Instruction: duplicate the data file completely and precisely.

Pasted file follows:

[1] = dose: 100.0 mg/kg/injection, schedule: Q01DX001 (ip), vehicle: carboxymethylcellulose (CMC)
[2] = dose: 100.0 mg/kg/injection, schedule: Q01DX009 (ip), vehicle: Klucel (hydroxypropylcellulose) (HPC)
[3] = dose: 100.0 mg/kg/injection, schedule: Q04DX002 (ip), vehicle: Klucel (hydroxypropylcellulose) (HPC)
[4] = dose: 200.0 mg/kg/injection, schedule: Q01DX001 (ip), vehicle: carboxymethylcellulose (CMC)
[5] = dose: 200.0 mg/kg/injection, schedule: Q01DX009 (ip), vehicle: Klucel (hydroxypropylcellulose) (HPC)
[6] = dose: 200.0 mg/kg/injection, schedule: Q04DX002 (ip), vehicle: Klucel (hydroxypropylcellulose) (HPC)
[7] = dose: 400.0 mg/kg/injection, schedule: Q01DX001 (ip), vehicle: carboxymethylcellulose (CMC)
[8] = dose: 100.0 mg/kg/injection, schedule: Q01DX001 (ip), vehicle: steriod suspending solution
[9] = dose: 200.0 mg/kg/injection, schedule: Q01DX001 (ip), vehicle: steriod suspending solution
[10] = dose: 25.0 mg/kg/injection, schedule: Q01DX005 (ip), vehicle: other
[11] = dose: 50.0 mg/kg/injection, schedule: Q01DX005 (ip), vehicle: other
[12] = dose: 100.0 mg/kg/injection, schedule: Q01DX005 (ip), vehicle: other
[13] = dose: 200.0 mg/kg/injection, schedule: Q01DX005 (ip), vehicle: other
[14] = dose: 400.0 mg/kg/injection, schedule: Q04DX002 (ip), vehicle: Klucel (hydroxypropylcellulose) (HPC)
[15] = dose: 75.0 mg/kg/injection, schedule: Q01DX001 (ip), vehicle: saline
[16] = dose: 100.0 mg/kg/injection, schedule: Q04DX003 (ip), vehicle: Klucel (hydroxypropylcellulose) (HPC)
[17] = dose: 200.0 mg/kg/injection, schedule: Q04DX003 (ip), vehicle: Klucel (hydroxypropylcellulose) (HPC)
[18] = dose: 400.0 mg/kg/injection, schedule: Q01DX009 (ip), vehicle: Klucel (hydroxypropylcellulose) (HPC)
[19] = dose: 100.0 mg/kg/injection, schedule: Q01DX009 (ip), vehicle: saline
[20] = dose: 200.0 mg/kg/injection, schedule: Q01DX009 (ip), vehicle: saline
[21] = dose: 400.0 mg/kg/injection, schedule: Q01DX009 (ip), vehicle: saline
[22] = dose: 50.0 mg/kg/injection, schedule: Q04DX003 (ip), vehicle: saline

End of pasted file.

[1] = dose: 100.0 mg/kg/injection, schedule: Q01DX001 (ip), vehicle: carboxymethylcellulose (CMC)
[2] = dose: 100.0 mg/kg/injection, schedule: Q01DX009 (ip), vehicle: Klucel (hydroxypropylcellulose) (HPC)
[3] = dose: 100.0 mg/kg/injection, schedule: Q04DX002 (ip), vehicle: Klucel (hydroxypropylcellulose) (HPC)
[4] = dose: 200.0 mg/kg/injection, schedule: Q01DX001 (ip), vehicle: carboxymethylcellulose (CMC)
[5] = dose: 200.0 mg/kg/injection, schedule: Q01DX009 (ip), vehicle: Klucel (hydroxypropylcellulose) (HPC)
[6] = dose: 200.0 mg/kg/injection, schedule: Q04DX002 (ip), vehicle: Klucel (hydroxypropylcellulose) (HPC)
[7] = dose: 400.0 mg/kg/injection, schedule: Q01DX001 (ip), vehicle: carboxymethylcellulose (CMC)
[8] = dose: 100.0 mg/kg/injection, schedule: Q01DX001 (ip), vehicle: steriod suspending solution
[9] = dose: 200.0 mg/kg/injection, schedule: Q01DX001 (ip), vehicle: steriod suspending solution
[10] = dose: 25.0 mg/kg/injection, schedule: Q01DX005 (ip), vehicle: other
[11] = dose: 50.0 mg/kg/injection, schedule: Q01DX005 (ip), vehicle: other
[12] = dose: 100.0 mg/kg/injection, schedule: Q01DX005 (ip), vehicle: other
[13] = dose: 200.0 mg/kg/injection, schedule: Q01DX005 (ip), vehicle: other
[14] = dose: 400.0 mg/kg/injection, schedule: Q04DX002 (ip), vehicle: Klucel (hydroxypropylcellulose) (HPC)
[15] = dose: 75.0 mg/kg/injection, schedule: Q01DX001 (ip), vehicle: saline
[16] = dose: 100.0 mg/kg/injection, schedule: Q04DX003 (ip), vehicle: Klucel (hydroxypropylcellulose) (HPC)
[17] = dose: 200.0 mg/kg/injection, schedule: Q04DX003 (ip), vehicle: Klucel (hydroxypropylcellulose) (HPC)
[18] = dose: 400.0 mg/kg/injection, schedule: Q01DX009 (ip), vehicle: Klucel (hydroxypropylcellulose) (HPC)
[19] = dose: 100.0 mg/kg/injection, schedule: Q01DX009 (ip), vehicle: saline
[20] = dose: 200.0 mg/kg/injection, schedule: Q01DX009 (ip), vehicle: saline
[21] = dose: 400.0 mg/kg/injection, schedule: Q01DX009 (ip), vehicle: saline
[22] = dose: 50.0 mg/kg/injection, schedule: Q04DX003 (ip), vehicle: saline